Hi there! I hope I can be of some assistance to you; can you give any other details in terms of the person's age, condition, any circumstances surrounding the situation? Altered states of consciousness can be described as things as simple as sleep, or intoxication... etc... wondering why this description was used specifically?
My family member is a man in his mid 50's who is undergoing therapy because he has been suffering anxiety episodes and tends to be immobilized when under stress. He also acts very differently under stress than when not. He lost much of his hearing as a young child and lost his parents to old age in 2004 and 2006. He lived with his parents after coming home from college for 30 years. He has told me that he suffers from altered states, and that he reverts to child-like reactions when he feels overwhelmed. How can I help him when he is under this condition?
Ok... thanks for that information! So, what it sounds like is an anxiety disorder type of reaction, in which his coping mechanism for stress is ineffective or un-developed? There are many great links and articles about anxiety that he can read, one of my favorites is: http://helpguide.org/mental/stress_relief_meditation_yoga_relaxation.htm
Learning to control one's fear is the key; helping to remind him that he is safe and in control when he begins to spiral in this fashion can help him to tell himself this type of self-talk when he feels the anxiety increasing.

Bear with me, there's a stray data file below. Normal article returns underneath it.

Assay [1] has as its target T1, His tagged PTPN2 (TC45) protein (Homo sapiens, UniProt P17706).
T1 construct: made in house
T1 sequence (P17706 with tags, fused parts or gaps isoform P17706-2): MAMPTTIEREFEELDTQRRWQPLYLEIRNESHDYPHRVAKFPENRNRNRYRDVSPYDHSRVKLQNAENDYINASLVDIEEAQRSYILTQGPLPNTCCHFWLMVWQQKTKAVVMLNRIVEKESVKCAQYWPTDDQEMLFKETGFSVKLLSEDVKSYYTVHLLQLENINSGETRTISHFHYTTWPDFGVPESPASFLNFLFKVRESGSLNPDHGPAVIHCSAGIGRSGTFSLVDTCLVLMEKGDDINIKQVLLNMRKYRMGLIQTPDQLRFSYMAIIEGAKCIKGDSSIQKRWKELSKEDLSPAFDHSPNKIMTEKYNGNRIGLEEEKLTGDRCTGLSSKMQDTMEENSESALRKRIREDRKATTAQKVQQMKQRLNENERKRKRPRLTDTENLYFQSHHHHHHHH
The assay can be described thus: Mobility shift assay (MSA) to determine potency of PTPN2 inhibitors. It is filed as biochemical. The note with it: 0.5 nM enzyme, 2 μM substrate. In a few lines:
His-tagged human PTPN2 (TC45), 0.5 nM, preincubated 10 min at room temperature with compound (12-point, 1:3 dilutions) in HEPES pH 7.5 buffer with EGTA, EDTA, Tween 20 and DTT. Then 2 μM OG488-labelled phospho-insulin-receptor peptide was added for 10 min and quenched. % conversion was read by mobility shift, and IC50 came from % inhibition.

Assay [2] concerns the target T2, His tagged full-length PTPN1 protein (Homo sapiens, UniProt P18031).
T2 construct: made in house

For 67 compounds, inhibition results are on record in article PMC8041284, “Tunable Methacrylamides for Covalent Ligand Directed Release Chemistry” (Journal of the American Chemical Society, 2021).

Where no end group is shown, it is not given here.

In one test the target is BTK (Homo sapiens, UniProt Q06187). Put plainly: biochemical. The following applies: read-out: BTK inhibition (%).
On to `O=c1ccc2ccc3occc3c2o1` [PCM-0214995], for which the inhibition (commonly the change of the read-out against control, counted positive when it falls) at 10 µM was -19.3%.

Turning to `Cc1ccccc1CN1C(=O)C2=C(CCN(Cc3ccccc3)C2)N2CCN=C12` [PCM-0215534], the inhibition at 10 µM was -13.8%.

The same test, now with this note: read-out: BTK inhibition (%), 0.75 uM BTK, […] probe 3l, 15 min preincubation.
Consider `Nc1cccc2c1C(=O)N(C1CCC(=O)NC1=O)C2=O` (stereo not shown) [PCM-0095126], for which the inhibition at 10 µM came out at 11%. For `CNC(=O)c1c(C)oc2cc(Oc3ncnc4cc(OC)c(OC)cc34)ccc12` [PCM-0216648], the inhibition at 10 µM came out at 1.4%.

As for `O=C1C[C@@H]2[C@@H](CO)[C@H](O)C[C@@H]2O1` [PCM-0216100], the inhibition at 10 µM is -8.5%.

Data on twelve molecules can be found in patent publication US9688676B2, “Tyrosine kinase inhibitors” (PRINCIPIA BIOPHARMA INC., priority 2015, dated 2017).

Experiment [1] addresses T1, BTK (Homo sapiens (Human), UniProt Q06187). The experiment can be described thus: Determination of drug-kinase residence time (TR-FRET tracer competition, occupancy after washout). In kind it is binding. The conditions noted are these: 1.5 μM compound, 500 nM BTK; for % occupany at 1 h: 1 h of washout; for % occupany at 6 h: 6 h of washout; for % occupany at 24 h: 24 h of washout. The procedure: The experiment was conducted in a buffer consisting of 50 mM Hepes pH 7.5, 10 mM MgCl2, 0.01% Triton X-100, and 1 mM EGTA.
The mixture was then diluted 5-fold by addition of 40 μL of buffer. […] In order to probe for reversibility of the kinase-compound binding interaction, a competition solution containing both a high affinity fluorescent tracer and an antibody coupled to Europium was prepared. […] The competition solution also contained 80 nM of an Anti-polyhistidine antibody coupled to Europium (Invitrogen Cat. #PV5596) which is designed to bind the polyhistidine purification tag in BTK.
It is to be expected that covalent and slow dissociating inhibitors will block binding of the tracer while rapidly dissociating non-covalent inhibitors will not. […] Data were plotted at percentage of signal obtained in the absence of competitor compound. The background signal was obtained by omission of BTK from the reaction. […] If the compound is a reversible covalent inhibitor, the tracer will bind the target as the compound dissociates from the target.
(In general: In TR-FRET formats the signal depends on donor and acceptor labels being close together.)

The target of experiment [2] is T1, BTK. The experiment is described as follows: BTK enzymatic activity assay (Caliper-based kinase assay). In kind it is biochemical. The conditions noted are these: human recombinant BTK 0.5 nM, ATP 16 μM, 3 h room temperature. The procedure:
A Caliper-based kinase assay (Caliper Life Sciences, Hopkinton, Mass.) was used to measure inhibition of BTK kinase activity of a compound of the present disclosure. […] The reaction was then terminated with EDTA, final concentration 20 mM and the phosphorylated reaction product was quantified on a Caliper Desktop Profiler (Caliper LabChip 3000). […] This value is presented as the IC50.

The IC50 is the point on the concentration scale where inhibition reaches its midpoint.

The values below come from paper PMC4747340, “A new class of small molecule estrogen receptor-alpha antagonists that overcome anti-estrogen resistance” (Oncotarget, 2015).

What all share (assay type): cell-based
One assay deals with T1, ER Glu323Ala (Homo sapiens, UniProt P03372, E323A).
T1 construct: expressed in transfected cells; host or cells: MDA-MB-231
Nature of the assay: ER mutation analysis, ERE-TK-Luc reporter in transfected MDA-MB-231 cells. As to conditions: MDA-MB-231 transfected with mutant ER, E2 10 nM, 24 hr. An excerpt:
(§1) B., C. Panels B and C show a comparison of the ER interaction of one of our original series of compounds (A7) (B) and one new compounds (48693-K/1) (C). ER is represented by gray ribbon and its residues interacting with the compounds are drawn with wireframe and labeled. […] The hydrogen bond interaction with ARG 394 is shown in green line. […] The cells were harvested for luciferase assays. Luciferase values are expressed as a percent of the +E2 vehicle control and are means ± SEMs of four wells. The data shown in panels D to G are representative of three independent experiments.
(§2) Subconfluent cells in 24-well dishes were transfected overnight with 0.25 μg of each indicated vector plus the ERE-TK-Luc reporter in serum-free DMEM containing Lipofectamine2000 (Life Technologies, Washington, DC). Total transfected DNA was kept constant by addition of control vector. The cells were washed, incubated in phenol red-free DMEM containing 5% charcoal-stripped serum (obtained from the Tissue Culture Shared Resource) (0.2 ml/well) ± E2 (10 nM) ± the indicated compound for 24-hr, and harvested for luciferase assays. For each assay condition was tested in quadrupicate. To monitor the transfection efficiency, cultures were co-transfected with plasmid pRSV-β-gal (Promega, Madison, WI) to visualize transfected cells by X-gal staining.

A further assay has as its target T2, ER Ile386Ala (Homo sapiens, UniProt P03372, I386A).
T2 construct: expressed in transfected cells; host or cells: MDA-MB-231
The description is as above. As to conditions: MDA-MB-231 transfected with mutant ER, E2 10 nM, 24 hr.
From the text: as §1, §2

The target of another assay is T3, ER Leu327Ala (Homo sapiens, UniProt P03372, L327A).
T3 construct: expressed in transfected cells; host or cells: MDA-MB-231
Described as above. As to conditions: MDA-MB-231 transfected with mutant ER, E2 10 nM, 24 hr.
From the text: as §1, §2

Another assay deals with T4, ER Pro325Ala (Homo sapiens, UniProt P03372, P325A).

I have seen him at night occasionally with a blanket wrapped around him pacing through the apartment. He has indicated that he is aware of his state, but cannot seem to help it. I understand that he taking gabapentin for his condition
In therapy, it would be very beneficial to begin to learn coping skills and to face his fears with the support of a caring professional, as well as supportive family like you. A strong, confident approach in telling him that he is safe, giving him evidence of how safe he is right at that moment... asking him to verbalize his fear--- where he feels it in the body, what it feels like, and reminding him to take slow deep breaths and to focus on releasing tension in his muscles can be helpful. Progressive muscle relaxation can be helpful, as well... I'll attach a link to this:
What you provided sounds helpful. Thank you
Hopefully, in therapy he can begin to explore a bit more all the fears he has; and develop coping strategies for managing them and eliminating them.